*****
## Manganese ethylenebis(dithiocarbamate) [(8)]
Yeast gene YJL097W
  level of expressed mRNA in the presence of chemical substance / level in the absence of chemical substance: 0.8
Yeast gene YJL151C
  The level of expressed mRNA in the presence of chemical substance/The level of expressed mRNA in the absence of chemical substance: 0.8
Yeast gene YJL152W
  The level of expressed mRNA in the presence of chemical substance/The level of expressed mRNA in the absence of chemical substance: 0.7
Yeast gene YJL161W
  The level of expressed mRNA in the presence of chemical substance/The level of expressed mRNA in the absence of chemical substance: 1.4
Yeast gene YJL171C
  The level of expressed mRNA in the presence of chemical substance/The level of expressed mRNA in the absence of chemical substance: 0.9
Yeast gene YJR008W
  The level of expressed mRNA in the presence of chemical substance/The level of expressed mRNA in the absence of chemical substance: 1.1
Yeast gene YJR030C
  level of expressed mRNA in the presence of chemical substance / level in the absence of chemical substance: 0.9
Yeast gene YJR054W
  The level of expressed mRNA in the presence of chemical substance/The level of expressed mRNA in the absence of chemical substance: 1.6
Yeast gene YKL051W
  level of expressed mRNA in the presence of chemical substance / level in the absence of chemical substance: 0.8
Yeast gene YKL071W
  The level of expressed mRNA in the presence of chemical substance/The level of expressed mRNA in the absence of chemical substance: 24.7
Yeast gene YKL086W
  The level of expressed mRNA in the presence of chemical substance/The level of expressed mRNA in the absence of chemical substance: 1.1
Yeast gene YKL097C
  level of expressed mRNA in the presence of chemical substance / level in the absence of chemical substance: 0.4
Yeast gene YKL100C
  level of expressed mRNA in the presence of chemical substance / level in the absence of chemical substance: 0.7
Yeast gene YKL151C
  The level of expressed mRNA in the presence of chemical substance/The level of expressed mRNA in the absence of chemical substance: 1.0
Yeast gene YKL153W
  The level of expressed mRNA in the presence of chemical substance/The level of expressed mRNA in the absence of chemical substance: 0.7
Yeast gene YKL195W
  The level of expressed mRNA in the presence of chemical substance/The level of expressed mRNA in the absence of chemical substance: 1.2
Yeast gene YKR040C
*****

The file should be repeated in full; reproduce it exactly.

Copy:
## Manganese ethylenebis(dithiocarbamate) [(8)]
Yeast gene YJL097W
  level of expressed mRNA in the presence of chemical substance / level in the absence of chemical substance: 0.8
Yeast gene YJL151C
  The level of expressed mRNA in the presence of chemical substance/The level of expressed mRNA in the absence of chemical substance: 0.8
Yeast gene YJL152W
  The level of expressed mRNA in the presence of chemical substance/The level of expressed mRNA in the absence of chemical substance: 0.7
Yeast gene YJL161W
  The level of expressed mRNA in the presence of chemical substance/The level of expressed mRNA in the absence of chemical substance: 1.4
Yeast gene YJL171C
  The level of expressed mRNA in the presence of chemical substance/The level of expressed mRNA in the absence of chemical substance: 0.9
Yeast gene YJR008W
  The level of expressed mRNA in the presence of chemical substance/The level of expressed mRNA in the absence of chemical substance: 1.1
Yeast gene YJR030C
  level of expressed mRNA in the presence of chemical substance / level in the absence of chemical substance: 0.9
Yeast gene YJR054W
  The level of expressed mRNA in the presence of chemical substance/The level of expressed mRNA in the absence of chemical substance: 1.6
Yeast gene YKL051W
  level of expressed mRNA in the presence of chemical substance / level in the absence of chemical substance: 0.8
Yeast gene YKL071W
  The level of expressed mRNA in the presence of chemical substance/The level of expressed mRNA in the absence of chemical substance: 24.7
Yeast gene YKL086W
  The level of expressed mRNA in the presence of chemical substance/The level of expressed mRNA in the absence of chemical substance: 1.1
Yeast gene YKL097C
  level of expressed mRNA in the presence of chemical substance / level in the absence of chemical substance: 0.4
Yeast gene YKL100C
  level of expressed mRNA in the presence of chemical substance / level in the absence of chemical substance: 0.7
Yeast gene YKL151C
  The level of expressed mRNA in the presence of chemical substance/The level of expressed mRNA in the absence of chemical substance: 1.0
Yeast gene YKL153W
  The level of expressed mRNA in the presence of chemical substance/The level of expressed mRNA in the absence of chemical substance: 0.7
Yeast gene YKL195W
  The level of expressed mRNA in the presence of chemical substance/The level of expressed mRNA in the absence of chemical substance: 1.2
Yeast gene YKR040C